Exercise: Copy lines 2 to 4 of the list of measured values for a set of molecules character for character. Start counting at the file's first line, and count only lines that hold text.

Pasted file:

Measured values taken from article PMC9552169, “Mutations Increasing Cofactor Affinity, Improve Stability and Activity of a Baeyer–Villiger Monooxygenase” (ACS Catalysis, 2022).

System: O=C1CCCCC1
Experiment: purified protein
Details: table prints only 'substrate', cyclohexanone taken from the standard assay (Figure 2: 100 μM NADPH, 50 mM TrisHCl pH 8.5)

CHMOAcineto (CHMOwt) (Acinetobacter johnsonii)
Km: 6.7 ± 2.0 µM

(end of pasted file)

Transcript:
System: O=C1CCCCC1
Experiment: purified protein
Details: table prints only 'substrate', cyclohexanone taken from the standard assay (Figure 2: 100 μM NADPH, 50 mM TrisHCl pH 8.5)